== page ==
Vertebrates are characterized by an endoskeleton with 99 per cent of body calcium bound in the hydroxyapatite crystallites of bones and teeth. Their requirement for calcium phosphate should be in sharp contrast with that of invertebrates, where the endoskeleton is absent. In this context it is worthwhile to mention that cholesterol and ergosterol and vitamins of the D group can lessen the toxicity of TCP to insects. These vitamins are responsible for mobilization and transport of calcium in the vertebrate system. The reversion of toxicity with vitamin D seems to point out the differential action of TCP in insects and mammals. It is well known that the fat-soluble vitamins, A, D, K, and E, are absent in insects, while they are essential in vertebrates. Thus, the physiological and biochemical differences between mammals and arthropods appear to be implicated in the action of TCP as a metabolic poison for insects.
The significance of calcium as a structural element and of silicon in plants and lower forms of life has been over looked in the study of evolutionary morphogenesis. The enzyme differences relating to taxonomy and the molecular basis of the evolution of enzymes have all given rise to potential differentiation in the phylogeny and ontogeny of organisms. A role for the structural elements in the evolution of vertebrates and invertebrates is indicated in this review. The recent advances in research on the biochemistry of supporting materials have been documented by Tracey (21).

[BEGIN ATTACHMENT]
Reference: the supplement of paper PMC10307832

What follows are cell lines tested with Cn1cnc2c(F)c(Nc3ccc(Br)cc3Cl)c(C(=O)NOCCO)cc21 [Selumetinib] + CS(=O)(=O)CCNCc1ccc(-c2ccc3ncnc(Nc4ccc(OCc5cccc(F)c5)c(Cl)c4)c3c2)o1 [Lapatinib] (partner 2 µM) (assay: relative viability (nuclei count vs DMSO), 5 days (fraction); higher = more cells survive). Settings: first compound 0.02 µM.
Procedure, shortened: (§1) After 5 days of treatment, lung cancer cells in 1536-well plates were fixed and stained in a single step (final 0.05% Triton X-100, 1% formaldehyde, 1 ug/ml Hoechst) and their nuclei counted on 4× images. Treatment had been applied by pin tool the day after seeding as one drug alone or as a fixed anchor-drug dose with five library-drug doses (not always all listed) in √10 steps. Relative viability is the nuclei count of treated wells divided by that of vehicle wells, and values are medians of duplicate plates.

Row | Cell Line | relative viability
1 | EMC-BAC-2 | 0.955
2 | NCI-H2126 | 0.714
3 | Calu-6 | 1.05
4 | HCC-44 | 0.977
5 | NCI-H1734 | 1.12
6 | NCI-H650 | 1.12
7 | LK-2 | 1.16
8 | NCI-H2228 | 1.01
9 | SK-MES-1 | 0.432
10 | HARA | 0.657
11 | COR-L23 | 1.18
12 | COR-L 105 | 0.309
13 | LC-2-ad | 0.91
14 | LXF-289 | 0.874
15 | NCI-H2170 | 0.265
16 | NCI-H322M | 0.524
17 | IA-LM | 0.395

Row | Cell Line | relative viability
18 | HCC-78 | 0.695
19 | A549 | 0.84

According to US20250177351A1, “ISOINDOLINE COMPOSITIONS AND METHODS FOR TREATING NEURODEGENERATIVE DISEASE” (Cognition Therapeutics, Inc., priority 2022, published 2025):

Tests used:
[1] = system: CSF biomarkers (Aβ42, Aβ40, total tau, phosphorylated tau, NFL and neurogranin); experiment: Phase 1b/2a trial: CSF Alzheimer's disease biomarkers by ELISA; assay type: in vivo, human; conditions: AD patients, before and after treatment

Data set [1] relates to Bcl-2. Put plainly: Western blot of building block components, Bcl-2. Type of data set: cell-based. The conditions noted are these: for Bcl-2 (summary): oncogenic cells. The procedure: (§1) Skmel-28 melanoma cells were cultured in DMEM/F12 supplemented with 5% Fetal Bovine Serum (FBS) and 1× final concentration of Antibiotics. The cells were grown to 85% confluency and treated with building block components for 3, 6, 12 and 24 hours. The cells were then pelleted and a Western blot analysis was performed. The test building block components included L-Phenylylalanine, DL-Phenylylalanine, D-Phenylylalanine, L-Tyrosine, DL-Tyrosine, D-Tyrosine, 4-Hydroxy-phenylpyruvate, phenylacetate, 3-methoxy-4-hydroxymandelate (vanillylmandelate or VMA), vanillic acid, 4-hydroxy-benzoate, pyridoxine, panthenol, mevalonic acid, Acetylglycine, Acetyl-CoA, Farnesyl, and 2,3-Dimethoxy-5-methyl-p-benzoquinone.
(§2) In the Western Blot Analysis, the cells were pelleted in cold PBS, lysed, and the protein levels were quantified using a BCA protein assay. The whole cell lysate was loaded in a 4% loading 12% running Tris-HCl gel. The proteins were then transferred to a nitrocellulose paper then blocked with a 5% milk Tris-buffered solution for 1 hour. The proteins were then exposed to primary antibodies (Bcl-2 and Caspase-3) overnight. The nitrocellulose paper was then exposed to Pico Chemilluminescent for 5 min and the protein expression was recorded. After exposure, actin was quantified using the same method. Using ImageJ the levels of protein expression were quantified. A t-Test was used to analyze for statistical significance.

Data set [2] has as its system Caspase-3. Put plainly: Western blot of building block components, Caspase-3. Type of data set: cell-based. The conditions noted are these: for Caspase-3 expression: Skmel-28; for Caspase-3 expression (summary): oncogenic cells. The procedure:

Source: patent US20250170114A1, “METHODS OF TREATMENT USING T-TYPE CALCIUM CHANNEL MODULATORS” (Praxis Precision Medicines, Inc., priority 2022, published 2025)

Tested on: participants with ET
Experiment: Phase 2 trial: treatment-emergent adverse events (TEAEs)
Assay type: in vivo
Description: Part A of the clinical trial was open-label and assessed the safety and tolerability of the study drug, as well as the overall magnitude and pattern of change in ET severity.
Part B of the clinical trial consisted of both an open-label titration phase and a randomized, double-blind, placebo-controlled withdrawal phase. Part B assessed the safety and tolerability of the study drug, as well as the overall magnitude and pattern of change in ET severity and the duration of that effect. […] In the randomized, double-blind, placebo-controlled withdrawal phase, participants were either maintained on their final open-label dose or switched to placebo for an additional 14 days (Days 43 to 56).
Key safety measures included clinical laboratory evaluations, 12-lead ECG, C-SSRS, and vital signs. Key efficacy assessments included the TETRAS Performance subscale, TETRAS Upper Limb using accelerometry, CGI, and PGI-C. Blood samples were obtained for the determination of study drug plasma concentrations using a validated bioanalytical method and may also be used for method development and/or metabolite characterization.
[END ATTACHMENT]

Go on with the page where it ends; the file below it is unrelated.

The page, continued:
Hydrated silica, calcium carbonate, magnesium carbonate, calcium phosphate, strontium sulphate, and iron oxide are among the inorganic salts forming the essential structure for the life of an organism, and these have perhaps more immediate importance to biochemical investigation than those that appear adventitious or excretory in origin. Even in the area of insect pathology and the field of bacterial control of insects, recent findings relate to the mode of action of Bacillus thuringiensis in which the parasporal body plays a pivotal role. Silicon has been discovered as the structural matrix of the rhomboidal crystal in which amino acids form the endotoxin moiety. The toxicity of the crystalline parasporai body has been attributed to the effect of silica on the permeability of the paratrophic membrane in the midgut of insects. Similarly, virus infectivity might be inhibited by calcium or silicon.
There is no doubt that the phylogenetic development of insects has not received due attention, and almost nothing is known about the comparative biochemistry of arthropods and related phyla. Though the evolutionary morphogenesis and biochemical evolution were simultaneous, studies in the areas of these fundamental questions have been negligible. In this review some of the promising inorganic chemicals and ions showing selective toxicity to insects have been used as examples of the possibility of devising inorganic protestants.